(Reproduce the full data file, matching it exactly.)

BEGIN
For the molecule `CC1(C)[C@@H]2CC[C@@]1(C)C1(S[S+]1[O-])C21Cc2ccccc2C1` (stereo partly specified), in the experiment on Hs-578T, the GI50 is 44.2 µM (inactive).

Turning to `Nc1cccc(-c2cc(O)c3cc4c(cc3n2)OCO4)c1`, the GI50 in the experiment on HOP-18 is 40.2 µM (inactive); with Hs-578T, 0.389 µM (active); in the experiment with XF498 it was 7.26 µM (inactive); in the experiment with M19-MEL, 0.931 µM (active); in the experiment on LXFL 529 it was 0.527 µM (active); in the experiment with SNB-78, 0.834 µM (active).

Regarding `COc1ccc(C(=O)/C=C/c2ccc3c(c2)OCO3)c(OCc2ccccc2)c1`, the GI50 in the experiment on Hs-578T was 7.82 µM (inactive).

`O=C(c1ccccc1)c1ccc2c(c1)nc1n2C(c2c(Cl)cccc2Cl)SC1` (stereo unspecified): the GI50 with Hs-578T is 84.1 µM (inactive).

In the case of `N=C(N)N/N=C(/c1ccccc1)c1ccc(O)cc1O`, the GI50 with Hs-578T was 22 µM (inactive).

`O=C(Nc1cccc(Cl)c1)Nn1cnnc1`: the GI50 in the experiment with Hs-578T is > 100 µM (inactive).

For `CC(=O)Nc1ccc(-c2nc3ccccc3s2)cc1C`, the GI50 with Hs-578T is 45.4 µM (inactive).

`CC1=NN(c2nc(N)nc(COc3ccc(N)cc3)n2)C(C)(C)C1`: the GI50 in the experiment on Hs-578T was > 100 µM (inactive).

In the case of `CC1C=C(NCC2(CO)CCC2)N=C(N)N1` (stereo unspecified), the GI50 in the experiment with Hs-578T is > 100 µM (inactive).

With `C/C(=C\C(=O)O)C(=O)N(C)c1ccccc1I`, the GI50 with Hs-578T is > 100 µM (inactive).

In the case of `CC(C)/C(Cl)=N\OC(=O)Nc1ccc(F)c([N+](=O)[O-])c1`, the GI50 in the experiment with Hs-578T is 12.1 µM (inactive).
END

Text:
For the molecule `CC1(C)[C@@H]2CC[C@@]1(C)C1(S[S+]1[O-])C21Cc2ccccc2C1` (stereo partly specified), in the experiment on Hs-578T, the GI50 is 44.2 µM (inactive).

Turning to `Nc1cccc(-c2cc(O)c3cc4c(cc3n2)OCO4)c1`, the GI50 in the experiment on HOP-18 is 40.2 µM (inactive); with Hs-578T, 0.389 µM (active); in the experiment with XF498 it was 7.26 µM (inactive); in the experiment with M19-MEL, 0.931 µM (active); in the experiment on LXFL 529 it was 0.527 µM (active); in the experiment with SNB-78, 0.834 µM (active).

Regarding `COc1ccc(C(=O)/C=C/c2ccc3c(c2)OCO3)c(OCc2ccccc2)c1`, the GI50 in the experiment on Hs-578T was 7.82 µM (inactive).

`O=C(c1ccccc1)c1ccc2c(c1)nc1n2C(c2c(Cl)cccc2Cl)SC1` (stereo unspecified): the GI50 with Hs-578T is 84.1 µM (inactive).

In the case of `N=C(N)N/N=C(/c1ccccc1)c1ccc(O)cc1O`, the GI50 with Hs-578T was 22 µM (inactive).

`O=C(Nc1cccc(Cl)c1)Nn1cnnc1`: the GI50 in the experiment with Hs-578T is > 100 µM (inactive).

For `CC(=O)Nc1ccc(-c2nc3ccccc3s2)cc1C`, the GI50 with Hs-578T is 45.4 µM (inactive).

`CC1=NN(c2nc(N)nc(COc3ccc(N)cc3)n2)C(C)(C)C1`: the GI50 in the experiment on Hs-578T was > 100 µM (inactive).

In the case of `CC1C=C(NCC2(CO)CCC2)N=C(N)N1` (stereo unspecified), the GI50 in the experiment with Hs-578T is > 100 µM (inactive).

With `C/C(=C\C(=O)O)C(=O)N(C)c1ccccc1I`, the GI50 with Hs-578T is > 100 µM (inactive).

In the case of `CC(C)/C(Cl)=N\OC(=O)Nc1ccc(F)c([N+](=O)[O-])c1`, the GI50 in the experiment with Hs-578T is 12.1 µM (inactive).